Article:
Album: Poodle Hat (2003)
Play Video


  • This song is a parody of Bob Dylan's "Subterranean Homesick Blues." The song is done completely in palindromes, for instance: "Madam I'm Adam." >>
    Suggestion credit:
    Ryan - Ottawa, Canada
  • Yankovic wrote this in 2002, a year that's also a palindrome, and it got him thinking about the topic. He told Lily Hirsch, author of Weird Al: Seriously, that he thought, "Well, I wonder if I could write a song completely out of palindromes?

    So I started putting the rhymes together and putting the verses together and basically making a poem out of these palindromes. And I looked at them and I thought, 'Well, this … this is really just random jumble, but it looks like it should mean something.'"

    That's when he realized it was all rather Dylanesque: "I've written a Bob Dylan song."
  • When Hirsch asked Yankovic about his approach to composition, he used "Bob" as an example, saying, "I think mostly I come up with the lyrics first and then figure out what kind of genre to apply it. Or sometimes I come up with a concept and I know what kind of genre I'm writing. But I don't usually write the music first."
  • Poodle Hat, Yankovic's 11th studio album, was released four years after his previous album, Running With Scissors. He was quite busy in the interim: He got married, bought a house, and welcomed a daughter, Nina.
  • Poodle Hat won the Grammy Award for Best Comedy Album in 2004 - Yankovic's first Grammy win since "Fat" was named Best Concept Music Video in 1989.

    From 1993 to 2003, his musical comedy albums weren't eligible for consideration for Best Comedy Album because the category was changed to Best Spoken Word Comedy. In 2004, it reverted to Best Comedy Album and opened the door for Yankovic's nomination and subsequent win.

Comments: 6

  • AnonymousThis is a work of true genius, an absolute masterpiece.
  • Ryan from Somewhere In, NjThat is the best video ever. I've practically memorized the lyrics!
  • Robert from Denver, CoThis song is absolutely brilliant. I love the complexity of the palindromes and the way they all perfectly rhyme. The man is a genius.
  • Chris from Claremont, CaI am HUGE fans of two artists, Michael Jackson and "Weird Al" Yankovic
  • Ralph from Newton, MaActually Al calls this type of song a style piece. His best one is probably "Dare to be Stupid" which totally captures Devo's style in both sound and lyrics. Mark Mothersbaugh of Devo says that that song came out when Devo was unable to recreate their own sound and he hates Al for being able to do them better than they could at that difficult time for the band.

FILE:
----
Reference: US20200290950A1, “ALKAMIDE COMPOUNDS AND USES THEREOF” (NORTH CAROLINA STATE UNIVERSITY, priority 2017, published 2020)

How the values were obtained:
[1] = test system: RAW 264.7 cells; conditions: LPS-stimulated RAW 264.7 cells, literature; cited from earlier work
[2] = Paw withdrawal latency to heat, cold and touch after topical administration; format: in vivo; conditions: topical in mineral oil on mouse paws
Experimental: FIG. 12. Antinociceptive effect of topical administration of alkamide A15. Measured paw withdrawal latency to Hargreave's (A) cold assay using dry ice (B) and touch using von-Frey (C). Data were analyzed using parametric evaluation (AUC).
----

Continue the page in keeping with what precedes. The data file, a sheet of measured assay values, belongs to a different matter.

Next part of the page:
• Alex from New Orleans, LaIt's not really a parody so much as a style parody. But the video does copy Dylan's "video"
see more comments

Editor's Picks

Andrew Farriss of INXS

Andrew Farriss of INXSSongwriter Interviews

Andrew Farriss on writing with Michael Hutchence, the stories behind "Mystify" and other INXS hits, and his country-flavored debut solo album.

Ben Kowalewicz of Billy Talent

Ben Kowalewicz of Billy TalentSongwriter Interviews

The frontman for one of Canada's most well-known punk rock bands talks about his Eddie Vedder encounter, Billy Talent's new album, and the importance of rock and roll.

Spot The Real Red Hot Chili Peppers Song Titles

Spot The Real Red Hot Chili Peppers Song TitlesMusic Quiz

The Red Hot Chili Peppers have some rather unusual song titles - see if you can spot the real ones.

Peter Lord

Peter LordSongwriter Interviews

You may not recognize his name, but you will certainly recognize Peter Lord's songs. He wrote the bevy of hits from Paula Abdul's second album, Spellbound.

Mick Jones of Foreigner

Mick Jones of ForeignerSongwriter Interviews

Foreigner's songwriter/guitarist tells the stories behind the songs "Juke Box Hero," "I Want To Know What Love Is," and many more.

Chris Tomlin

Chris TomlinSongwriter Interviews

The king of Christian worship music explains talks about writing songs for troubled times.